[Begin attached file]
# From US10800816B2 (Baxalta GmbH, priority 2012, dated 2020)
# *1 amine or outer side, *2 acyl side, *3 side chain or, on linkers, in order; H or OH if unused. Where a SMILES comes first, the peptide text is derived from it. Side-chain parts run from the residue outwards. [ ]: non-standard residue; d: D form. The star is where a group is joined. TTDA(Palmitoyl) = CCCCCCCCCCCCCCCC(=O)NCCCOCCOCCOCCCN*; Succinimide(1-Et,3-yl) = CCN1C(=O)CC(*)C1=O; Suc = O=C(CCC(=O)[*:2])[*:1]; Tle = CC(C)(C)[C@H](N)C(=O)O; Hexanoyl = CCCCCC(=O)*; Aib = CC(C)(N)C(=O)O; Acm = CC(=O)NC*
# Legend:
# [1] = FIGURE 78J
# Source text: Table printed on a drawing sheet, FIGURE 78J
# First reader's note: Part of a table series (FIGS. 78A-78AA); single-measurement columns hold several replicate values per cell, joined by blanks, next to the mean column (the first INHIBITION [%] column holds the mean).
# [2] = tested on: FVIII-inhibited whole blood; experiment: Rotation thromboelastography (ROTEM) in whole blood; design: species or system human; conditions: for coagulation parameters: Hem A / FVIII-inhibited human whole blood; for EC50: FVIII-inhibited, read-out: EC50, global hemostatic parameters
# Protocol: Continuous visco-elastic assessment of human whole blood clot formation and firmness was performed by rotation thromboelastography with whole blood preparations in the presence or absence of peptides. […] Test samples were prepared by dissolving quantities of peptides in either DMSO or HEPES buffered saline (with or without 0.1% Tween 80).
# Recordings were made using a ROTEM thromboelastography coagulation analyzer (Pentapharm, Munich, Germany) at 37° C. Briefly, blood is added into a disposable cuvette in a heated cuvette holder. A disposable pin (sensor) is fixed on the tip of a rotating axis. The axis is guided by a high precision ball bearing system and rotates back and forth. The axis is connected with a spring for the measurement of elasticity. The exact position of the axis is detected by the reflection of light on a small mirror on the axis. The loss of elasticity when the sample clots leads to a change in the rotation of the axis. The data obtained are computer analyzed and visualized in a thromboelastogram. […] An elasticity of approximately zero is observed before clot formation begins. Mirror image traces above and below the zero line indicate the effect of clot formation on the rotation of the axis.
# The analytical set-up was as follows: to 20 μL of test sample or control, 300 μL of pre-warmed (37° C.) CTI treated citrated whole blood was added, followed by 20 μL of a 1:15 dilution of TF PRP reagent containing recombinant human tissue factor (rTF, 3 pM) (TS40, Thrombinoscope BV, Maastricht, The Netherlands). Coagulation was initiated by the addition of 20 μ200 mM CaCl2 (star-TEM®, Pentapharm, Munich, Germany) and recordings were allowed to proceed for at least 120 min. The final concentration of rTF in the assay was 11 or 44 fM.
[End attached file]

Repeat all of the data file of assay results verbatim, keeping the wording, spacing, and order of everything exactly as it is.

# From US10800816B2 (Baxalta GmbH, priority 2012, dated 2020)
# *1 amine or outer side, *2 acyl side, *3 side chain or, on linkers, in order; H or OH if unused. Where a SMILES comes first, the peptide text is derived from it. Side-chain parts run from the residue outwards. [ ]: non-standard residue; d: D form. The star is where a group is joined. TTDA(Palmitoyl) = CCCCCCCCCCCCCCCC(=O)NCCCOCCOCCOCCCN*; Succinimide(1-Et,3-yl) = CCN1C(=O)CC(*)C1=O; Suc = O=C(CCC(=O)[*:2])[*:1]; Tle = CC(C)(C)[C@H](N)C(=O)O; Hexanoyl = CCCCCC(=O)*; Aib = CC(C)(N)C(=O)O; Acm = CC(=O)NC*
# Legend:
# [1] = FIGURE 78J
# Source text: Table printed on a drawing sheet, FIGURE 78J
# First reader's note: Part of a table series (FIGS. 78A-78AA); single-measurement columns hold several replicate values per cell, joined by blanks, next to the mean column (the first INHIBITION [%] column holds the mean).
# [2] = tested on: FVIII-inhibited whole blood; experiment: Rotation thromboelastography (ROTEM) in whole blood; design: species or system human; conditions: for coagulation parameters: Hem A / FVIII-inhibited human whole blood; for EC50: FVIII-inhibited, read-out: EC50, global hemostatic parameters
# Protocol: Continuous visco-elastic assessment of human whole blood clot formation and firmness was performed by rotation thromboelastography with whole blood preparations in the presence or absence of peptides. […] Test samples were prepared by dissolving quantities of peptides in either DMSO or HEPES buffered saline (with or without 0.1% Tween 80).
# Recordings were made using a ROTEM thromboelastography coagulation analyzer (Pentapharm, Munich, Germany) at 37° C. Briefly, blood is added into a disposable cuvette in a heated cuvette holder. A disposable pin (sensor) is fixed on the tip of a rotating axis. The axis is guided by a high precision ball bearing system and rotates back and forth. The axis is connected with a spring for the measurement of elasticity. The exact position of the axis is detected by the reflection of light on a small mirror on the axis. The loss of elasticity when the sample clots leads to a change in the rotation of the axis. The data obtained are computer analyzed and visualized in a thromboelastogram. […] An elasticity of approximately zero is observed before clot formation begins. Mirror image traces above and below the zero line indicate the effect of clot formation on the rotation of the axis.
# The analytical set-up was as follows: to 20 μL of test sample or control, 300 μL of pre-warmed (37° C.) CTI treated citrated whole blood was added, followed by 20 μL of a 1:15 dilution of TF PRP reagent containing recombinant human tissue factor (rTF, 3 pM) (TS40, Thrombinoscope BV, Maastricht, The Netherlands). Coagulation was initiated by the addition of 20 μ200 mM CaCl2 (star-TEM®, Pentapharm, Munich, Germany) and recordings were allowed to proceed for at least 120 min. The final concentration of rTF in the assay was 11 or 44 fM.